Live panel discussion recording... hardware recomendation?

Discussion in 'Microphones (live or studio)' started by ganast, May 20, 2009.

  1. ganast

    ganast Guest

    I will be regularly recording a panel discussion of 4 to 6 people (TV news panel style, but audio only). It will be a discussion / study group.

    The people discussing will probably all have laptops that they are actively using, and some will have books / papers / notebooks etc actively being consulted, etc.

    The trick (as I see it) is getting the voices and not all the keyboard sounds, mouse clicks, papers shuffling, etc. There will be a lot of this type of background noise.

    Also, it would be nice if the participants could mute themselves for private / off air comments to eachother... eg: "Where did he say he was quoting from?" etc...

    A typical talk radio setup might work, but the problem with mounted mics is that the participants will by nature of the setup want to look at eachother while talking... and it will be too difficult (not worth the time) to train them to speak into the mics at the same time. So I was thinking maybe headsets... but everyone in audio (so far) says, "No... not that!"

    Some participants will speak very softly, and might need to be individually mixed into the live broadcast.

    Oh, and as this is live discussion, there will be many times where the speakers cut over eachother or simply speak at the same time.

    I guess the bottom line is that this is a group of non-professional voice talent. The objective is to capture what is in their minds even if they have little or no stage presence / broadcast talent.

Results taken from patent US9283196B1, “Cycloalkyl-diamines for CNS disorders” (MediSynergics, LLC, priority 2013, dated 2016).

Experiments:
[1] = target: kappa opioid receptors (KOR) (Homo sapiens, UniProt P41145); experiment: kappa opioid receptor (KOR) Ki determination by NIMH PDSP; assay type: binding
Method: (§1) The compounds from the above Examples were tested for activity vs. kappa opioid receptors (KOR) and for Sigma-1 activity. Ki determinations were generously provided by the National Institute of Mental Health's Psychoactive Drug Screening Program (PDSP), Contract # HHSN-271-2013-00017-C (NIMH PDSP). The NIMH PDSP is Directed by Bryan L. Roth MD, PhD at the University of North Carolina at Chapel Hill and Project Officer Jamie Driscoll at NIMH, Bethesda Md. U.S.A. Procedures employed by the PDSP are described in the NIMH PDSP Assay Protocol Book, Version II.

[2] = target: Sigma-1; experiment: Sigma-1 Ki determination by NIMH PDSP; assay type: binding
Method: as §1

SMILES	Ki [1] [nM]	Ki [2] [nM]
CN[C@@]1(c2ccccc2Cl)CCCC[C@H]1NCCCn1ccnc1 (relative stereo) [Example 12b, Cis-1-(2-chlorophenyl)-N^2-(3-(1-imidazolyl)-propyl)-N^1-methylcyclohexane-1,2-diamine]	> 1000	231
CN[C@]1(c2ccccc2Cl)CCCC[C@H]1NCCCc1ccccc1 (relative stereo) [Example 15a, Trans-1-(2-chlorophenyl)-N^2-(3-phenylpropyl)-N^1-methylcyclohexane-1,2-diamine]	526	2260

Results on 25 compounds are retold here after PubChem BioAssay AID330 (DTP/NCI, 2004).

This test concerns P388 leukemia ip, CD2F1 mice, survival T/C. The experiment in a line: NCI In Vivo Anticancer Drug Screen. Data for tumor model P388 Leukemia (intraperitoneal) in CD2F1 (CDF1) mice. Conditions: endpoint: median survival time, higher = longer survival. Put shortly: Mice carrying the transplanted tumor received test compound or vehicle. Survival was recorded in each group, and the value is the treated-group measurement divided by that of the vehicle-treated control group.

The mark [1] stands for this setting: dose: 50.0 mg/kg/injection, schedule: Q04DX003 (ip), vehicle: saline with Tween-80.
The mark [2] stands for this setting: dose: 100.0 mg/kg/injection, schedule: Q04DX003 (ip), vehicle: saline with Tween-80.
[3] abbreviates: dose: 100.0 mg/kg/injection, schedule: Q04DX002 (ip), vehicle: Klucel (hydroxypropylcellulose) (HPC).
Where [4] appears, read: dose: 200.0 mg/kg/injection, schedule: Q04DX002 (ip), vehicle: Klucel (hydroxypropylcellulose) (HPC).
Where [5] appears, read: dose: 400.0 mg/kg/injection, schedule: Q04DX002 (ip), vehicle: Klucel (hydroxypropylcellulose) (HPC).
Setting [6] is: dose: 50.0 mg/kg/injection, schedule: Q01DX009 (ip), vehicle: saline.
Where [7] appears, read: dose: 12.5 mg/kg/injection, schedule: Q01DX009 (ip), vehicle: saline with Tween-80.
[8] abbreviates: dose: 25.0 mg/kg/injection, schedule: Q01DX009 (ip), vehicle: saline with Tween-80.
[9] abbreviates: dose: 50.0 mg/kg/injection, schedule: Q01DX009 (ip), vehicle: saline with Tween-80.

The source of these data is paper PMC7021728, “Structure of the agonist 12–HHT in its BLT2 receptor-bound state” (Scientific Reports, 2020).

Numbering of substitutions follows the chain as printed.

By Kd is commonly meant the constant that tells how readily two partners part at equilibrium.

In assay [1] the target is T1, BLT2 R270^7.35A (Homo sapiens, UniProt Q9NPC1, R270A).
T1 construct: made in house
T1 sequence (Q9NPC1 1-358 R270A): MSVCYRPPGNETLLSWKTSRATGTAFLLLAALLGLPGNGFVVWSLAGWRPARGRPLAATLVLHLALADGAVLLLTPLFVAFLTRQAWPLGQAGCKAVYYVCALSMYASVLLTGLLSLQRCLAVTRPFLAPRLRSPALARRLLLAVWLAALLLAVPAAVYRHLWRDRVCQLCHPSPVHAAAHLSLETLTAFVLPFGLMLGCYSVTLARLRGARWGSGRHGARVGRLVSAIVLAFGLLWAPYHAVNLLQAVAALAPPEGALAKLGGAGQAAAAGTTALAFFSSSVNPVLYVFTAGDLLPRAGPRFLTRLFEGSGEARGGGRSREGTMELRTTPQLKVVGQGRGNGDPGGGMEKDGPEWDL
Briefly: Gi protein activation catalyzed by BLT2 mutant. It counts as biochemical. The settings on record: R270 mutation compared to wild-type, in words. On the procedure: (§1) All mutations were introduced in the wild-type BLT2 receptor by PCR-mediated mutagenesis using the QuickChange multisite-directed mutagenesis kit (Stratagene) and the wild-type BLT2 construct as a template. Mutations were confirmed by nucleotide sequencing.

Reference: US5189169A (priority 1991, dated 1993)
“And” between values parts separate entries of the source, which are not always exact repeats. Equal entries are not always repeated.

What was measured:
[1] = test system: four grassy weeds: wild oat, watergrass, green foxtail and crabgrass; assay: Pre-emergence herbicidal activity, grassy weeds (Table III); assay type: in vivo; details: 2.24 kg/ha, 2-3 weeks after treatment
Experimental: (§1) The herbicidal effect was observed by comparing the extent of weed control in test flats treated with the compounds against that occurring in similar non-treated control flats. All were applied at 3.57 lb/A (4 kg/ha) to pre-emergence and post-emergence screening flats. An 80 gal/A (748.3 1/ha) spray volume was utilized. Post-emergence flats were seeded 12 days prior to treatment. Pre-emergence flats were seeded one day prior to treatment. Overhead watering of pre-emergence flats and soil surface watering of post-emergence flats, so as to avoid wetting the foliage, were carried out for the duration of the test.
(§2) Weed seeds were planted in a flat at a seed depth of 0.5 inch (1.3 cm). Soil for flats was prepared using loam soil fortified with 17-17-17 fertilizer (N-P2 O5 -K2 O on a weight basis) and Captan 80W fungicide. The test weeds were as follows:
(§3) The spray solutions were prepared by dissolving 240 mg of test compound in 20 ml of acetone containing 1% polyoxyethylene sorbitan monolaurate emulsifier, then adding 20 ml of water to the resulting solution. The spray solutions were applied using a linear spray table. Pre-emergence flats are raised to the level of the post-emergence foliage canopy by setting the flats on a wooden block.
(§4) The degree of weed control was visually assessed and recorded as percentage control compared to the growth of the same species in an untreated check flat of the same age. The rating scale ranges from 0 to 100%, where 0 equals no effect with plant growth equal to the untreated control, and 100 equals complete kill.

2. moonbaby

    moonbaby Mmmmmm Well-Known Member

    Feb 23, 2005
    Based on the parameters that you posted, I thought "headworn mics". These are used with great success in live sound where the speaker may not have the best vocal power, they "track" the mouth so that there is no problem with head movements, and they are designed to minimize extraneous sounds (mousing, papers rustling, etc.). You see these all the time in applications as diverse as aerobics instructors and preachers.
    You will, of course need a mixer. And as far as the speakers being able to turn their mics on or off, personally that scares the bejabbers out of me (being a sound mixer) because there is too much room for potential error. BUT there is a device called the Cough Drop (by Proco). This is a footswitch that momentarily mutes the mic when you press the switch down. Broadcasters use these to cough, sneeze, etc.
    So now...what's your budget?
    (6) headworn mics, each with a Cough Drop, a suitable mixer , cables, etc. can set you back at least $1500, and easily much more.
  3. Codemonkey

    Codemonkey Well-Known Member

    Dec 11, 2007
    Scotland, UK
    "there is too much room for potential error."
    There's so much, I could drive a truck through the gap.

    The next mics or anything that our band gets, I will either make sure there is NO switch or volume knob on it or that it's thoroughly bypassed.

    One of our guitarists sometimes turns his volume down. It's an acoustic with a pickup so I get nothing cause he's forgotten. Sucks especially when you only have him and two singers (one of which has their mic turned off).

    FWIW - I'd make sure to get a mixer with at least one aux/monitor bus. That way you can still make your recording and send an independent mix (of just quiet speakers, etc.) off to the "live broadcast".
  4. dvdhawk

    dvdhawk Well-Known Member

    Dec 18, 2008
    Western Pennsylvania, USA
    Re: Live panel discussion recording... hardware recomendatio

    Is this being recorded in a 'live' format, or being broadcast live over the airwaves?